“I am trying to think how it would have been different if we had just known,” Ikeji said. “Would people actively have cared as much if we knew this was happening? Or is it just because it’s just some other college scandal that we didn’t know about?”
Belasco, whose company serves hundreds of prospective students every year, calls the practice questionable and problematic. He has noticed that the caliber of students whom Tulane admits has not differed much year to year even if the rising selectivity might tell a different story to prospective families.
“There may be a slight uptick in selectivity, but really why those acceptance rates are probably lowering, if we could guess based upon what we could see with marketing, is that there are just more students that are applying that don’t really have a shot at getting in,” Belasco said.
Adrian Moreira, a freshman at Princeton who was waitlisted from Tulane, also finds the practice ethically questionable. He said that the way Tulane reaches out to applicants and informs them of their free, essayless application equates to a marketing scheme.
“That’s the way they increase their applications so they can lower their acceptance rates and be more prestigious ‘cause it’s a numbers game with rankings,” Moreira said.
For as little as 47 cents per student or $7,710 for a yearly subscription, schools like Tulane purchase data from the College Board, a transaction in which both parties benefit.
“There are so many other barriers for students to even take these tests that it’s even more unfair,” Ikeji said. “On top of that, the College Board is profiting off of us being forced to take these tests.”
Breaking down the data
While Dattagupta said that Tulane does not purchase SAT data in an effort to boost selectivity, Tulane’s acceptance rate has plummeted to an all-time low.
In a press release touting the Class of 2023 as Tulane’s “most selective yet,” the university announced its 13% acceptance rate for the last application season.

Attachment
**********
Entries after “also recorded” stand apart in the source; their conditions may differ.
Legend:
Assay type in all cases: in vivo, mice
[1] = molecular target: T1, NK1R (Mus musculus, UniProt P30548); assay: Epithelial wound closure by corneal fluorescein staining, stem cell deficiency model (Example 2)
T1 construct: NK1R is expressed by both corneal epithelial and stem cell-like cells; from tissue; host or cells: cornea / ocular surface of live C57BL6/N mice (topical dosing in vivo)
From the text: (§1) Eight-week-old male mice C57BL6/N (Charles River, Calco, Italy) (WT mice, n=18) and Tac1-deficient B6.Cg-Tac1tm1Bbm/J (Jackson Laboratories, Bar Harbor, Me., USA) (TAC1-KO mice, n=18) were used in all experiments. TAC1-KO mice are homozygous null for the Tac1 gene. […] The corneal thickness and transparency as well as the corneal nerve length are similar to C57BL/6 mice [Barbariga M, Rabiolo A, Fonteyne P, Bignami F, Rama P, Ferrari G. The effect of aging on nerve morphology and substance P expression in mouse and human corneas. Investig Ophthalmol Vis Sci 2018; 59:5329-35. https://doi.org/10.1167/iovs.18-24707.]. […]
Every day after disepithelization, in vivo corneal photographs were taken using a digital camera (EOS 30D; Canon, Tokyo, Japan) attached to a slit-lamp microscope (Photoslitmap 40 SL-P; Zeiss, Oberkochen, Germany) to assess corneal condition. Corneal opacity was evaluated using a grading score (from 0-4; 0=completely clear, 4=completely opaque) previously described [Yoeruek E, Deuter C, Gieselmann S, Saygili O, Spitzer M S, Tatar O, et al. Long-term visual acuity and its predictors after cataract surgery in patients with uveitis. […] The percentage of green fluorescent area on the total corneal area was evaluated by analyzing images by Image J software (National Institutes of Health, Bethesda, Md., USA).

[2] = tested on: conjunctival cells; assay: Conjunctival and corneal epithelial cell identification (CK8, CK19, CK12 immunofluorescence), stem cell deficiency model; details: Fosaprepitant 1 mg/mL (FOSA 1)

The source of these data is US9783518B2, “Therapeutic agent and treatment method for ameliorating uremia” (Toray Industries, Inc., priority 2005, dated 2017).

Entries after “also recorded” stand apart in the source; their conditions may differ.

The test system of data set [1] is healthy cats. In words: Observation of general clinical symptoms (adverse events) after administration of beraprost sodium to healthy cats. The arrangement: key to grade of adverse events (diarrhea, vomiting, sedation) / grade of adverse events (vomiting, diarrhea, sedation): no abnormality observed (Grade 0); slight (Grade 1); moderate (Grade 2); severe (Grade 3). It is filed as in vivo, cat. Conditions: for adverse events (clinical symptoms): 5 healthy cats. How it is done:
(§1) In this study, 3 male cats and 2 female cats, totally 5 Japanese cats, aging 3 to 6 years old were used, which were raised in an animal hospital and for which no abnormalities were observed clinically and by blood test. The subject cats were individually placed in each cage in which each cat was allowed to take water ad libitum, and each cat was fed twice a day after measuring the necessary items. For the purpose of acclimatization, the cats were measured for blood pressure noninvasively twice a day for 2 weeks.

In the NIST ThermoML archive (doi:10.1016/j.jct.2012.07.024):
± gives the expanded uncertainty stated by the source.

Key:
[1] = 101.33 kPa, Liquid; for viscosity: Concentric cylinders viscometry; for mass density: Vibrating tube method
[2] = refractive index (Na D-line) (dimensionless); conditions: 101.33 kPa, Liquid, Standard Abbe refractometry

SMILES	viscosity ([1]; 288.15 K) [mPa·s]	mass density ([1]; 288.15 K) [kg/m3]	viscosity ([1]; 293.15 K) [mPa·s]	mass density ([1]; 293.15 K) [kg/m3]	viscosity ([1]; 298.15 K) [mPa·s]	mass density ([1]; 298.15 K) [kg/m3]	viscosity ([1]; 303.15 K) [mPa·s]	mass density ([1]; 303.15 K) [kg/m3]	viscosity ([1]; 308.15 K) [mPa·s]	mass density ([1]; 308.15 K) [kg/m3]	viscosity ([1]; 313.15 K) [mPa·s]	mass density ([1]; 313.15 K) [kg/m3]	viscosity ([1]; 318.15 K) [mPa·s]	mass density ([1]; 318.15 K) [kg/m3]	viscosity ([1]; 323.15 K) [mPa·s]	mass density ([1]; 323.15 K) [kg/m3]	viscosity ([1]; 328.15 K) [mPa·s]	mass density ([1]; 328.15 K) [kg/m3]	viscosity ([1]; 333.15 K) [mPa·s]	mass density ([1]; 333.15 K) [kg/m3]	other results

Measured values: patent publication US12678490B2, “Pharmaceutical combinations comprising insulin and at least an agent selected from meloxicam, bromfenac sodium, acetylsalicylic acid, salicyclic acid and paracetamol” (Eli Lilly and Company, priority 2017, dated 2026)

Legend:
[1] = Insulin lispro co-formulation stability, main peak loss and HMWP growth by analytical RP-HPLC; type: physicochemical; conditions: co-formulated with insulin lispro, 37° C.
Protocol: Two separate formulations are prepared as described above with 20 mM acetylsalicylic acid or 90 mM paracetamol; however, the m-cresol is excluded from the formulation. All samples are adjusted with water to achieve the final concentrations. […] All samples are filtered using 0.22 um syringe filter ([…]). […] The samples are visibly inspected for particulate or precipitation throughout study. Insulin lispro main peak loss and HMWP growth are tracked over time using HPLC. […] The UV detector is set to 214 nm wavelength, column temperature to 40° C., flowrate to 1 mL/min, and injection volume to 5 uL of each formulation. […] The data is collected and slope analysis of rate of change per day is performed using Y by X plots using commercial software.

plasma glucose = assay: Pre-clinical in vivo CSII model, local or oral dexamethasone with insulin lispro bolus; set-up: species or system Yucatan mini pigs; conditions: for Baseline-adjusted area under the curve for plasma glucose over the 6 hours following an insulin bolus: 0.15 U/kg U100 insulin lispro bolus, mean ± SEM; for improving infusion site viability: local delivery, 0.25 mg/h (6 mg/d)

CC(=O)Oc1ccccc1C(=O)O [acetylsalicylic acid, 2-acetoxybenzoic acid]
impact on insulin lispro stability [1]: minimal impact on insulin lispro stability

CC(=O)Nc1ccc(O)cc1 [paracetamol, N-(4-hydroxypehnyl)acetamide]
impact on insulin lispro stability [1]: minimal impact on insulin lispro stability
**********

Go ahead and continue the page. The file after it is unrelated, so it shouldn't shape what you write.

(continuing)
Five years ago, the acceptance rate was more than double that at 30% with about 26,000 applications according to Tulane admission data. Nearly 15,000 more students applied in last year’s cycle.
“It’s no secret Tulane has done an effective job of overhauling their acceptance rate over the last few years,” Belasco said. “Part of that might be the result of some of these aggressive marketing techniques — you’re increasing the number of applicants, you’re raising that denominator and that just naturally will lower the acceptance rate, especially for the students that are applying with no chance of getting in.”
Dattagupta said that Tulane Admission is not intentionally pursuing a lower selectivity rate, however.
“I come from a low-income international family, I came to this country with literally nothing,” Dattagupta said. “My goal is to match the right students with the right institutions, and I am lucky to work for an institution that is very popular right now, it just is.”
“It’s not one of the things we aspire to do, it’s just we aspire to be the best institution that we can be for the best kind of student.”
“The nature of the game”
The way that Tulane markets itself has also come under fire from current students and rejected applicants. Some say they feel that Tulane misleads students in the way it uses data to reach out to prospective applicants.
Many students receive messages from Tulane informing them of their “priority consideration” which includes a free application, even though no applicants pay an application fee. Tulane has also succeeded in increasing its applicant pool by making its essay optional.
“It’s sort of weird ethically to invite these kids to apply, knowing you’re going to reject them,” Morreira said. “The people who check it off on the Common [Application] and then don’t send in their supplement, usually they’re going to get rejected.”
Though college admissions departments are under heightened scrutiny, especially following a national scandal that helped privileged students exploit the system for undeserved acceptances, the methods of marketing and data purchasing are unlikely to change in the future.
“The nature of the game is that when people apply, X percent of them won’t get in — that doesn’t mean that we are misleading them,” Dattagupta said. “But that’s just how the college application process works.”